“I was wrongly convicted of murder. I spent nearly 17 years in prison fighting my case. When I finally won a new trial, I chose Greg Robey to be a part of my defense team. He found an FBI agent who had worked on the case in the 1980s, along with critical pieces of evidence that we thought were long lost. After a long and very hard-fought trial, I was found Not Guilty of all charges. I owe my freedom to Greg Robey and my defense team.” -R.R., Ravenna, Ohio
The Ohio Senate followed the House in approving a bill that strictly regulates Internet sweepstakes cafes, followed by Governor Kasich’s recent authorization. Typically, these storefront venues sell phone cards or Internet access time along with a chance to win prizes. Many have sweepstakes computers that mimic slot machines. While supporters point out that these businesses provide much needed jobs and local revenue, not to mention entertainment to many Ohio citizens, detractors maintain that unregulated Internet cafes are thinly disguised illegal gambling operations that siphon money away from legitimate charitable lottery games.
House Bill 7 contains the following provisions:
There are no definitive figures for the amount of revenue that Internet cafes make, though estimates range from millions of dollars to 10 billion annually — this last number from the American Gaming Association, a lobbying group for the casino industry. The Internet sweepstakes café industry spends money lobbying legislators, as well. In fact, several Ohio legislators returned donations from sweepstakes café lobbyists before House Bill 7 came to the floor. As of June 9, the issue may appear on Ohio’s November ballot for voters to decide.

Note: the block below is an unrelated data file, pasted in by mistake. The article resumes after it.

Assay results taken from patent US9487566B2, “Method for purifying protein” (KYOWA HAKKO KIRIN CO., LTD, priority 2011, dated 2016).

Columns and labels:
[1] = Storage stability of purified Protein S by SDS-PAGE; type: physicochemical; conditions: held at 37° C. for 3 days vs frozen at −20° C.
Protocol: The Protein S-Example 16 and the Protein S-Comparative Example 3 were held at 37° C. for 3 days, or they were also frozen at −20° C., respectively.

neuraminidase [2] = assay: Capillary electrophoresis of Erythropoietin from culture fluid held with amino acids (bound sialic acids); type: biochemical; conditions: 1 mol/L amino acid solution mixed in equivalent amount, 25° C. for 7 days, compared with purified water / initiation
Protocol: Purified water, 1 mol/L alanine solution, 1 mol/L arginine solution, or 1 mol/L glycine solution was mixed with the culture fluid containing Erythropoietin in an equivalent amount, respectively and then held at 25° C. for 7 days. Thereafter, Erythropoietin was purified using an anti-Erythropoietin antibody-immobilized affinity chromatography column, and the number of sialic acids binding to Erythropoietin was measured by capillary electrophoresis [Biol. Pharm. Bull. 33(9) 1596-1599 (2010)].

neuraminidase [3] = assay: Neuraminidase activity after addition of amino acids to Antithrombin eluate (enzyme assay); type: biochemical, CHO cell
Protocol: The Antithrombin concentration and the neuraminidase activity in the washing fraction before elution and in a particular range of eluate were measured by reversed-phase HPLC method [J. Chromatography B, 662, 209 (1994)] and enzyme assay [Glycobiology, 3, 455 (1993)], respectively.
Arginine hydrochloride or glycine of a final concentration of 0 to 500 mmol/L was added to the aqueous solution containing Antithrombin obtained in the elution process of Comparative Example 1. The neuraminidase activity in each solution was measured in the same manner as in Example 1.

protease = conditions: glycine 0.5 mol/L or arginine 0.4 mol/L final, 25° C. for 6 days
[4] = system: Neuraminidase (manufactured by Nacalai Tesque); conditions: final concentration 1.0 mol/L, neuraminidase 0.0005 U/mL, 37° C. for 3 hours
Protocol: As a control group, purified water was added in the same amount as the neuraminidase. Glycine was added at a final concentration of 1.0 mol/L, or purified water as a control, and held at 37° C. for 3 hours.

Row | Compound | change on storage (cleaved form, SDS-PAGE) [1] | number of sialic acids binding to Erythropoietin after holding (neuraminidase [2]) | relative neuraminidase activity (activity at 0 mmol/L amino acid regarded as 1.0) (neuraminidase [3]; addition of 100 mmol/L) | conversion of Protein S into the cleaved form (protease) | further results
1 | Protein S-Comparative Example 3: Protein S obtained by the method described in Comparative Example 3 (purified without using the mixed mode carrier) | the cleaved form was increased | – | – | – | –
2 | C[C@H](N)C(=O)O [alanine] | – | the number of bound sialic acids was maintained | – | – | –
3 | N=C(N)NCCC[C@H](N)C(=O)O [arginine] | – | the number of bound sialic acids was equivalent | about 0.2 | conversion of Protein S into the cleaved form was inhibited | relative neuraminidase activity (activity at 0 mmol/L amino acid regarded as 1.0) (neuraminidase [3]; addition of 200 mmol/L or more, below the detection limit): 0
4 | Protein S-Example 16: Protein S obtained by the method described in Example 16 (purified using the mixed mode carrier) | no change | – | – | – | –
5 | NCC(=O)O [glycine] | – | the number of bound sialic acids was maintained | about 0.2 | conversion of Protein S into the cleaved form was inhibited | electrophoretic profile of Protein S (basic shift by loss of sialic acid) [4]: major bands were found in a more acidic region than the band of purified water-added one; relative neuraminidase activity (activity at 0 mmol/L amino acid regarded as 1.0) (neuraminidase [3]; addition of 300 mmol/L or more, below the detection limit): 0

Earlier this year, an investigation into Cuyahoga County Internet cafes resulted in the indictments of over a dozen operators and businesses for breaking Ohio gambling laws. Some lawmakers had proposed an alternative bill giving the Ohio Lottery Commission oversight over these enterprises, with the authority to punish those engaging in illegal activities. This bill did not gain enough traction and the more punitive bill passed by a 27 to 6 majority. These harsh restrictions are so extreme, however, that they are expected to put Internet sweepstakes cafes in Ohio out of business.